Submitted by David Cardinal on Thu, 02/09/2017 - 10:05
As photographers, we’re all familiar with needing to pull the most detail we can out of an image. Now, Google’s Brain team has come up with a way not just to extract detail, but to add it based on comparing the blurry version with a reference library of potentially-similar images. Since they’ve trained the system with a library of popular media stars, you might like the results even more than the original. Of course, it can’t really be called a photograph when it’s finished. More like an impressionist painting. You can read more about how it works in .
Submitted by David Cardinal on Tue, 12/27/2016 - 13:14
For photographers looking for an alternative to Photoshop, that want all the power it provides and aren’t satisfied with the more limited processing capabilities of or , there haven’t been too many alternatives. The best options to date have been , Gimp, or perhaps Cyberlink’s PhotoDirector. Now though, Affinity has dramatically-improved the capabilities of its Photo product, and has also made it available on both Mac and Windows. For the value price of $40, you can have a product that does almost all of what Photoshop does, and many things it doesn’t. I’ve taken it for a spin, and enjoyed using it. You can read my .
Submitted by David Cardinal on Fri, 12/09/2016 - 10:34
There is no doubt that Lightroom’s new Reference View is a useful addition to the product. It is a fancy name for allowing you to have a static image displayed on part of the screen while you work on another. This is helpful for looking through a variety of shots, comparing them, checking for stable white balance, etc. However, it does make me laugh a little bit, since if Lightroom supported any type of windowing or multi-document interface – like Photoshop and nearly every other full-blown desktop application, we could already do that, and much more.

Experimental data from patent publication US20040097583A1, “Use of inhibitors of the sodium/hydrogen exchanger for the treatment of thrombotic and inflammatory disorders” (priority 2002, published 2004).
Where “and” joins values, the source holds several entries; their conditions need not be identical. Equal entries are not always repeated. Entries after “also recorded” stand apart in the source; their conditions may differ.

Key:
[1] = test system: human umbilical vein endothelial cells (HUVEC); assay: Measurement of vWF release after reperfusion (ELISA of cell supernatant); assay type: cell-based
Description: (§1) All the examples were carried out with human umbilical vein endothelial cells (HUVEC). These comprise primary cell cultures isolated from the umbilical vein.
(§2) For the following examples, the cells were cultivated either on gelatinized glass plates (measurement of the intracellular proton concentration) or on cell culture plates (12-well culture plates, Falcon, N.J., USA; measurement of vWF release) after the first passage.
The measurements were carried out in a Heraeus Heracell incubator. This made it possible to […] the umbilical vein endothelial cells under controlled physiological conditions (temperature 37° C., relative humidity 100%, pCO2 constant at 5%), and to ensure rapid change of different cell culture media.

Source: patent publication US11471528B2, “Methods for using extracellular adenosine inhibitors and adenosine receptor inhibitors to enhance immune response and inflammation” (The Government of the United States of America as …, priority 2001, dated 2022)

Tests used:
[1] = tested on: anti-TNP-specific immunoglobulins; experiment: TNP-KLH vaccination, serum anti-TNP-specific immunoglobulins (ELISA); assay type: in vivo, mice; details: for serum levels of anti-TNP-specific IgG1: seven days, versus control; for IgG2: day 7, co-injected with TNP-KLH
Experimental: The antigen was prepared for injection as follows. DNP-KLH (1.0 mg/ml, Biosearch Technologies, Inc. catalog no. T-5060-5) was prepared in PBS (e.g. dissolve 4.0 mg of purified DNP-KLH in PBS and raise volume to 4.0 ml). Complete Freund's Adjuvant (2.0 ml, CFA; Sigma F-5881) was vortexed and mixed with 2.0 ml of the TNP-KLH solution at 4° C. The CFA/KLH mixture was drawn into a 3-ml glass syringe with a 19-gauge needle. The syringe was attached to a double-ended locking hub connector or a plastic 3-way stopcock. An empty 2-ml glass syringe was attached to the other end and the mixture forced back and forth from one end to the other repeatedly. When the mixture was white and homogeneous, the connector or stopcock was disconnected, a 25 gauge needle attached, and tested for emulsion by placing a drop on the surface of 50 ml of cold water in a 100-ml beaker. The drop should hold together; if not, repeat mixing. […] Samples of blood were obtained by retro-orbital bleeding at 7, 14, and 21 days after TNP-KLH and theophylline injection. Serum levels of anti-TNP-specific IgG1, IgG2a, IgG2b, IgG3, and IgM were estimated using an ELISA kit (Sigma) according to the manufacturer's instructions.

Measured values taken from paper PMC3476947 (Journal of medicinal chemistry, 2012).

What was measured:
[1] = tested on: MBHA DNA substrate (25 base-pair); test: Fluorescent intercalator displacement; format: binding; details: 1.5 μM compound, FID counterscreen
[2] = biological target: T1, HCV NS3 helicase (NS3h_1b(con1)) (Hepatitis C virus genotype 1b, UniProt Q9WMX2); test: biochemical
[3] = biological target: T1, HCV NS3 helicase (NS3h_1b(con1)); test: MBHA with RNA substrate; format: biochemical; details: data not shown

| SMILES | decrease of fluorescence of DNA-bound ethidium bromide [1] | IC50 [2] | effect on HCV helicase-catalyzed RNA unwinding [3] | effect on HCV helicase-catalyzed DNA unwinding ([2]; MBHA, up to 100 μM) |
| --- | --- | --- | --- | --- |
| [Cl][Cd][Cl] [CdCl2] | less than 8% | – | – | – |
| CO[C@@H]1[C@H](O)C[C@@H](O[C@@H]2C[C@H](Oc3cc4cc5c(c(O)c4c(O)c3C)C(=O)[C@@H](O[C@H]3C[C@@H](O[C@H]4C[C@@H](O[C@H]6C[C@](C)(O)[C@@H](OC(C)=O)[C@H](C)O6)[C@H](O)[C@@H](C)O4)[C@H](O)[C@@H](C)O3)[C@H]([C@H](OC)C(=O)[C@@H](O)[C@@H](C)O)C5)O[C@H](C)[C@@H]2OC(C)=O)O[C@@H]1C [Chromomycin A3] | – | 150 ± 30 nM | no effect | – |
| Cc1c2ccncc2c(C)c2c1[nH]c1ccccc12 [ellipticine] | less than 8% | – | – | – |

Submitted by David Cardinal on Tue, 06/21/2016 - 08:01
I’ve been using the new June update for Creative Cloud for about a week, and am enjoying both the new Content-aware Crop feature in Photoshop, and the native 360-degree video support in Premiere (anyone who has tried to edit 360-degree video in a traditional video editor knows how painful it can be). There is also much improved integration with Adobe Stock for those of you who buy images, rather than sell them. On the sell side, Adobe has also promised a spiffy contributor portal for Adobe Stock, but no details yet on when it will be available. You can read my .
Submitted by David Cardinal on Mon, 11/23/2015 - 07:46
Thank you to all of you who are attending our Webinar on Mastering color for travel and vacation photographers, sponsored by DataColor and DxO Labs.
Submitted by David Cardinal on Tue, 11/17/2015 - 11:24
Lightroom CC and Lightroom 6 users should see the update automatically when they do an Update check. Adobe has fixed a slew of bugs that it introduced in LR6.2, as well as adding support for about a half-dozen new cameras, and several dozen lenses (including the iPhone 6s and 6s Plus). The pre-LR6.2 Import experience has also been restored, as the updated version wasn’t exactly a hit. As usual, the update is free to those with a current license or subscription.
Submitted by David Cardinal on Wed, 09/30/2015 - 11:18